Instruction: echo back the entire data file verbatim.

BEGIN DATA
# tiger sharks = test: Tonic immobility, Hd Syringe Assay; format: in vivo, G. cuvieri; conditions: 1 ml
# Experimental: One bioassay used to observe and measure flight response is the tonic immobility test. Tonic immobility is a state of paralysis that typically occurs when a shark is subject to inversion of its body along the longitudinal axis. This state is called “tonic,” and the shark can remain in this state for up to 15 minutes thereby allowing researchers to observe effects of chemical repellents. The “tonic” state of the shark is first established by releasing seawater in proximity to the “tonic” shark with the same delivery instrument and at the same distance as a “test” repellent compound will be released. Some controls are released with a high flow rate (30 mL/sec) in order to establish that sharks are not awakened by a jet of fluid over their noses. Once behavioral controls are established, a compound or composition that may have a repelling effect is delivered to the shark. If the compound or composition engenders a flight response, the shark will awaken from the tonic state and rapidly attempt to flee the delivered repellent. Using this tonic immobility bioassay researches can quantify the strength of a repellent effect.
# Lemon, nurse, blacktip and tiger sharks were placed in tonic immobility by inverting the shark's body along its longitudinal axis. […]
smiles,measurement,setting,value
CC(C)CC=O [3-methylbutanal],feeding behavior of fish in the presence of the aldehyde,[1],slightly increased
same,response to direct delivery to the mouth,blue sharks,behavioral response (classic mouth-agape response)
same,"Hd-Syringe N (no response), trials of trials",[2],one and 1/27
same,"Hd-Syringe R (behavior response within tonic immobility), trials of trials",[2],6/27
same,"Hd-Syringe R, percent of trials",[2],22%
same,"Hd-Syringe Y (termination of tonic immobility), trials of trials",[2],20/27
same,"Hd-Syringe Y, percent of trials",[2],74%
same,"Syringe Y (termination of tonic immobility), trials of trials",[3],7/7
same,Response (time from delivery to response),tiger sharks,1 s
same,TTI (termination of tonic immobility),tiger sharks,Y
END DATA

# tiger sharks = test: Tonic immobility, Hd Syringe Assay; format: in vivo, G. cuvieri; conditions: 1 ml
# Experimental: One bioassay used to observe and measure flight response is the tonic immobility test. Tonic immobility is a state of paralysis that typically occurs when a shark is subject to inversion of its body along the longitudinal axis. This state is called “tonic,” and the shark can remain in this state for up to 15 minutes thereby allowing researchers to observe effects of chemical repellents. The “tonic” state of the shark is first established by releasing seawater in proximity to the “tonic” shark with the same delivery instrument and at the same distance as a “test” repellent compound will be released. Some controls are released with a high flow rate (30 mL/sec) in order to establish that sharks are not awakened by a jet of fluid over their noses. Once behavioral controls are established, a compound or composition that may have a repelling effect is delivered to the shark. If the compound or composition engenders a flight response, the shark will awaken from the tonic state and rapidly attempt to flee the delivered repellent. Using this tonic immobility bioassay researches can quantify the strength of a repellent effect.
# Lemon, nurse, blacktip and tiger sharks were placed in tonic immobility by inverting the shark's body along its longitudinal axis. […]
smiles,measurement,setting,value
CC(C)CC=O [3-methylbutanal],feeding behavior of fish in the presence of the aldehyde,[1],slightly increased
same,response to direct delivery to the mouth,blue sharks,behavioral response (classic mouth-agape response)
same,"Hd-Syringe N (no response), trials of trials",[2],one and 1/27
same,"Hd-Syringe R (behavior response within tonic immobility), trials of trials",[2],6/27
same,"Hd-Syringe R, percent of trials",[2],22%
same,"Hd-Syringe Y (termination of tonic immobility), trials of trials",[2],20/27
same,"Hd-Syringe Y, percent of trials",[2],74%
same,"Syringe Y (termination of tonic immobility), trials of trials",[3],7/7
same,Response (time from delivery to response),tiger sharks,1 s
same,TTI (termination of tonic immobility),tiger sharks,Y